Overcoming a DUI on His Way to Med School

Apple Podcasts | Google Podcasts

Session 108

Session 108

In this episode, I will be talking with Ryan who has a very interesting story which I think a lot of you will be able to pick lessons from. Especially if you’re a med school applicant who is concerned about having some red flags on your application—wait till you hear about Ryan’s story!

Ryan is a premed student who now has an acceptance to medical school. His path was filled with tons of speed bumps. A nontraditional student in all senses of the word, Ryan started his path coming to college in order to play football, leaving school to join the military, and then just deciding to be premed in his last semester of college. During his undergrad years, Ryan did all sorts of terrible things when viewed from a premed standpoint. He had issues involving drinking tickets, vandalism, jumping in elevators, and getting a DUI (he got a little lucky there, thanks to the state of Wisconsin!).

Truly, these are huge issues for any admissions committee looking for altruistic people and seeing all those stupid mistakes. But how did he get past these red flags to get his medical school acceptance?

Learn from Ryan as talks about his bad decisions and most importantly, how he was able to rise above all of that to fully realize his dream of becoming a doctor.

Ryan’s undergrad years:

  • Attending college just to play football
  • Leaving school and joining the military
  • Doing lab work to pursue grad school
  • Deciding to be premed in his last semester of college
  • What made him decide to be premed
  • The first steps he took to apply to medical school
  • Taking MCAT practice tests

Red flags on his medical school application:

  • Getting kicked out of his dorm (first semester of college)
  • Alcohol issues
  • Vandalism
  • Bar fights
  • Getting a DUI

[Listen to Episode 319 for an interview with Matt, who also had a DUI before med school]

Advice for applying to medical school with red flags

Ryan worked at a lab for their school’s premed advisor, and he got great advice:

  • To be really honest and not withholding anything throughout the application process
  • To be honest and forthcoming about how he has changed

Addressing red flags during the application process

  • Choosing not to address his red flags in his personal statement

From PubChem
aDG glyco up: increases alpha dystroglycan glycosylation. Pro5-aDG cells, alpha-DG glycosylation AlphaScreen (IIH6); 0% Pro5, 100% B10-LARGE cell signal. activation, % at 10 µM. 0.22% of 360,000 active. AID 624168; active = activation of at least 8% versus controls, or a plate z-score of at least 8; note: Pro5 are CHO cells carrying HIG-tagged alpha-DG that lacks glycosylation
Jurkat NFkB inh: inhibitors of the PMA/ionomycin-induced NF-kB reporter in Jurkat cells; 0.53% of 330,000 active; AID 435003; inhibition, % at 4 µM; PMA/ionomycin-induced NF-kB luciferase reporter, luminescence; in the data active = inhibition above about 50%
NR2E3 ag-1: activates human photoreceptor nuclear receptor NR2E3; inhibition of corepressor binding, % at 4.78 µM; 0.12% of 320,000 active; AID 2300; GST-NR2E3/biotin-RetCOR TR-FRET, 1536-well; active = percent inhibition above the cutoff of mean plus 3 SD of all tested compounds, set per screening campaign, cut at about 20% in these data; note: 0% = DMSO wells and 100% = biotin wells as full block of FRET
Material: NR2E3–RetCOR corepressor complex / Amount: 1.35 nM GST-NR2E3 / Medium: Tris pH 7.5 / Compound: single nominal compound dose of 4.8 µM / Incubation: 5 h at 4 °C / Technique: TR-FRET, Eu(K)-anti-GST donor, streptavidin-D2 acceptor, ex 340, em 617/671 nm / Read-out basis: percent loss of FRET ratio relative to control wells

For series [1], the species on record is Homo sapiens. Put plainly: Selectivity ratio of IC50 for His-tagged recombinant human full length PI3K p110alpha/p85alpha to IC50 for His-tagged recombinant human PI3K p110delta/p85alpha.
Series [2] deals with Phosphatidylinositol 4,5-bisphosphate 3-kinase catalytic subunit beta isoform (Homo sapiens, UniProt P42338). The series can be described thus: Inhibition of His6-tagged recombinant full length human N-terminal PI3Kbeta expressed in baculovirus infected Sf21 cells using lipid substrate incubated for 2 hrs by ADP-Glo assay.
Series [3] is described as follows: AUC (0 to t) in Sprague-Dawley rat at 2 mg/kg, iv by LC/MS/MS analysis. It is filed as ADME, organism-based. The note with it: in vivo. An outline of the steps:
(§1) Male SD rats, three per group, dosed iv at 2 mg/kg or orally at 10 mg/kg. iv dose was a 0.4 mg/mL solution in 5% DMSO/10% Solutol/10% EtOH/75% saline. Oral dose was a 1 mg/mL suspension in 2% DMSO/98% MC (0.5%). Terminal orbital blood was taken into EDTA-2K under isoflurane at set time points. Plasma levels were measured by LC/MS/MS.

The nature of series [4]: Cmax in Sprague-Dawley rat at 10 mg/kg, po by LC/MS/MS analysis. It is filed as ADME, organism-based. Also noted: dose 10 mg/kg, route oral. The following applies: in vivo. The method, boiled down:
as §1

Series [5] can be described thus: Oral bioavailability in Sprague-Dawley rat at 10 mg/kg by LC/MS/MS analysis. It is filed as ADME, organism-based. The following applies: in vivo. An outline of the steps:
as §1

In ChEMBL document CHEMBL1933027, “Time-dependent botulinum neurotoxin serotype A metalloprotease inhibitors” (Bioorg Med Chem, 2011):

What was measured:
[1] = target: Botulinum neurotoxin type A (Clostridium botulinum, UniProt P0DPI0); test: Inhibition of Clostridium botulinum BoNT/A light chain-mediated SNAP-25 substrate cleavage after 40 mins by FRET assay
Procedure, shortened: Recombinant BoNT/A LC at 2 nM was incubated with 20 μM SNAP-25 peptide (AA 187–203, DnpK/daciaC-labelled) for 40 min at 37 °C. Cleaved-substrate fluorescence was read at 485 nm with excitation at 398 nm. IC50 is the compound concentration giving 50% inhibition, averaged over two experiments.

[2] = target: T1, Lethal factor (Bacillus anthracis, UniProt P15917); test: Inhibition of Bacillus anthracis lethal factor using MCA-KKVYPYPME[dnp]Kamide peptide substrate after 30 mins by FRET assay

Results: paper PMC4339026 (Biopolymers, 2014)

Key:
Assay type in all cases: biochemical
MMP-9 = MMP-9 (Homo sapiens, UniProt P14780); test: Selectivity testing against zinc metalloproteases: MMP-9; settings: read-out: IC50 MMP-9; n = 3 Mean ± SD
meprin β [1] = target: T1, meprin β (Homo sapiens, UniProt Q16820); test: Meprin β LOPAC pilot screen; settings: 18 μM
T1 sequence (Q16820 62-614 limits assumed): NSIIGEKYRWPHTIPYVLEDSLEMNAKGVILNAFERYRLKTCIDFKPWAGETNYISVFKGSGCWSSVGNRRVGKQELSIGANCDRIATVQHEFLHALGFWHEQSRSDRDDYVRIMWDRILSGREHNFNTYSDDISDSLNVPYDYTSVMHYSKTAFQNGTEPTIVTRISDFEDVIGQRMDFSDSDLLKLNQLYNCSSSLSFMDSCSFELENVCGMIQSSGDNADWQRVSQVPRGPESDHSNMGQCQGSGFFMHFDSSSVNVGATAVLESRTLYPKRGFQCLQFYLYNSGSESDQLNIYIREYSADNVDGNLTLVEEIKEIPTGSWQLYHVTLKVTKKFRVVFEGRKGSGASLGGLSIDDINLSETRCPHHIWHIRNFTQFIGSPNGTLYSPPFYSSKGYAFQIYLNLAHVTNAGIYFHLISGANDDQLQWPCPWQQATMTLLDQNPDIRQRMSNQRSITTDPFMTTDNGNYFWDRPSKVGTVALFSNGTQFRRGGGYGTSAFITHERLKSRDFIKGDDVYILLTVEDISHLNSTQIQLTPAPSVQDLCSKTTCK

• Addressing it in the secondary applications
  • His letters of recommendation played an enormous role in his application

[Related episode: Should I Write About Red Flags in My Personal Statement?]

Submitting 16 MD applications and 12 DO applications

  • Getting 4 MD interview requests and 6 DO interview requests
  • Going through with 4 interviews
  • What came up during his interviews, considering his stack of bad decisions
When you have red flags on your application, what the admissions committee really needs to hear is, What changed?Click To Tweet

He focused on:

  • How he is different now
  • Why he is different now

Preparing for his medical school interviews

[Check out Dr. Gray’s book The Premed Playbook: Guide to the Medical School Interview]

Addressing red flags in his interview

  • Not giving excuses for why it happened but providing a little context
  • Talking about his spiritual experience and how his priorities changed
  • Talking about how he has demonstrated that change

Some pieces of advice for premed students:

  • For those who are taking the MCAT, do not spend time with the calculations.
  • Own your mistakes. If you’re dealing with med school red flags of your own, communicate that you’re very much responsible for what you’ve done, but be able to demonstrate how you’ve changed.
  • Do what you’re really passionate about, and make sure you do it very well.
  • Start early enough to give yourself time to do well (on MCAT, personal statement, essays, etc.)
  • Be able to communicate how you’re different and what you can add to the class through your past experiences.
Communicate to admission committees how you're different and what you can add to the class through your past experiences.Click To Tweet

Links and Other Resources: